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Despite Price Hikes, Nestle's Profit Forecast For The Full-Year Falls Short Of Expectations

Despite Price Hikes, Nestle's Profit Forecast For The Full-Year Falls Short Of Expectations
Despite passing on higher raw material costs to customers by raising prices, Nestle reported a weaker-than-expected full year net profit.
The producer of Nescafe instant coffee and KitKat chocolate bars reported a decrease in net profit attributable to shareholders to 9.3 billion Swiss francs ($10.08 billion), missing analyst consensus expectations of 11.6 billion francs.
The company's net profit decreased from 16.9 billion francs a year earlier, when it made a significant profit from selling a portion of its stake in L'Oreal, and as margins dipped slightly over the course of the year.
Despite price increases throughout the year, sales rose to 94.4 billion francs, falling short of expectations for 95.02 billion francs.
In order to offset the rising costs of everything from cocoa and sunflower oil to wheat, the packaged goods industry has raised prices.
When Russia invaded Ukraine, the industry was already dealing with COVID-era supply chain problems and raw material costs. This further increased the cost of energy and other commodities.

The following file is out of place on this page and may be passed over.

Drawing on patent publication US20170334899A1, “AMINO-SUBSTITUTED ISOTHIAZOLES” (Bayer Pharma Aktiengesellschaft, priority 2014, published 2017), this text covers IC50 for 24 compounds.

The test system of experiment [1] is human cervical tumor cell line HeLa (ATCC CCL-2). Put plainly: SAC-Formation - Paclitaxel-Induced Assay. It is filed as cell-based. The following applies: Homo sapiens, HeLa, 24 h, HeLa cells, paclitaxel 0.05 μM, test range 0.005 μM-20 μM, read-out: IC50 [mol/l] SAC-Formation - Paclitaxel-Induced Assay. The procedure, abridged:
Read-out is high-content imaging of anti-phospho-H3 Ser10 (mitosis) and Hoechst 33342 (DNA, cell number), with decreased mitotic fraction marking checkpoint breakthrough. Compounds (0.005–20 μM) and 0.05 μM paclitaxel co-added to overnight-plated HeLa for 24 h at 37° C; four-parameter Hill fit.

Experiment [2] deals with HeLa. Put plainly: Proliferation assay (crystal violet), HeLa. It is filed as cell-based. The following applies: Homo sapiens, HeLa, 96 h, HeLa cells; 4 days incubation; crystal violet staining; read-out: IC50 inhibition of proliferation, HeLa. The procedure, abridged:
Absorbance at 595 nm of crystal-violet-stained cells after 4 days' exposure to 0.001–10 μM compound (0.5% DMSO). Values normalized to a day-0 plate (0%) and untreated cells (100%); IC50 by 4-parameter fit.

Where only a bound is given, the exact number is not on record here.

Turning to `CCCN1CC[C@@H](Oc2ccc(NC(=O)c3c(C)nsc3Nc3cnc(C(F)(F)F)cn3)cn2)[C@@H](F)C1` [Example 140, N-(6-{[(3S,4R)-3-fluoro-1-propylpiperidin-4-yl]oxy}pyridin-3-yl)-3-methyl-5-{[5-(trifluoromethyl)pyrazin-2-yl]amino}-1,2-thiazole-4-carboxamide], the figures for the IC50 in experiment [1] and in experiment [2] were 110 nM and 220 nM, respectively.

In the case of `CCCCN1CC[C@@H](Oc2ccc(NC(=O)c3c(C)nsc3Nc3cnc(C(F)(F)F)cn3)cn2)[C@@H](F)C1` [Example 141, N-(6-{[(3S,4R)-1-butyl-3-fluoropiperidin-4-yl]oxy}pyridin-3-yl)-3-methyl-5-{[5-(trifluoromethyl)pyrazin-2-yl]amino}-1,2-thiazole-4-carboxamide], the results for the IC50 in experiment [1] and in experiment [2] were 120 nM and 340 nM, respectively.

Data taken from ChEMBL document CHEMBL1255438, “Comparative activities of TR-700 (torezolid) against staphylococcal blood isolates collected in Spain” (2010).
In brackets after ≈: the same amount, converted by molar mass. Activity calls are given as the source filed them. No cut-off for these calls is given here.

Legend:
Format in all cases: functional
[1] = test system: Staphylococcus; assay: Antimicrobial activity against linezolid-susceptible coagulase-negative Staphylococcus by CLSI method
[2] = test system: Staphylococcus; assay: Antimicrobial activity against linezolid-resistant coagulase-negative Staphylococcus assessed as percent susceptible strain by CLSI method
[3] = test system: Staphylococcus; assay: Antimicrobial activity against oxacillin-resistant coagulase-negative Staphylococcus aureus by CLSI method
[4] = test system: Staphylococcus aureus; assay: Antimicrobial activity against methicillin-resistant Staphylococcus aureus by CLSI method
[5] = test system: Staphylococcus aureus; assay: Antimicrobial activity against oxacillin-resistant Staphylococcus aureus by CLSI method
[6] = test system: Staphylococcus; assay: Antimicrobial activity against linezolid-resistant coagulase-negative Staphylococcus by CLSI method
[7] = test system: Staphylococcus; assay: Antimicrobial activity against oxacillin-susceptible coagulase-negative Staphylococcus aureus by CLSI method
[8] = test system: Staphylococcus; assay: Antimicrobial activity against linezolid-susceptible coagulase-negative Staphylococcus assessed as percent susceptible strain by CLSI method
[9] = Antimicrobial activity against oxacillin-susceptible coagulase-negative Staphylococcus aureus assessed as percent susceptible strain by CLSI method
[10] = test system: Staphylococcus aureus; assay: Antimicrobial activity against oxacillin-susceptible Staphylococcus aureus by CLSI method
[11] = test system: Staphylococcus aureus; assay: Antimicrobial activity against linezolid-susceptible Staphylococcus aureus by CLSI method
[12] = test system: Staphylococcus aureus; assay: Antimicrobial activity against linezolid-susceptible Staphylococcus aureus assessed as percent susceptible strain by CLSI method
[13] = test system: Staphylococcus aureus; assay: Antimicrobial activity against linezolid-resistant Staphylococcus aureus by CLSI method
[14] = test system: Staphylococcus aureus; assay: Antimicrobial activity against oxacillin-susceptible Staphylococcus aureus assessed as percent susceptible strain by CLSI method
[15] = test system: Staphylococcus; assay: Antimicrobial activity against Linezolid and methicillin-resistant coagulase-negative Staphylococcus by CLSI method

Nestle reported that its organic growth, which excludes the effects of acquisitions and exchange rate fluctuations, came in at 8.3%, which was lower than the 8.6% anticipated. Nestle set an annual organic growth goal of 8%.
With an 8.2% increase, pricing was by far the largest contributor to organic growth. Volumes, however, only saw a 0.1% year-over-year increase.
CEO Mark Schneider recognized the challenging environment for consumers.
"Last year brought many challenges and tough choices for families, communities and businesses. Inflation surged to unprecedented levels, cost of living pressures intensified, and the effects of geopolitical tensions were felt around the world.
"Organic growth was solid, margins continued to be resilient, and our underlying earnings per share development was strong."

Christopher J. Mitchell

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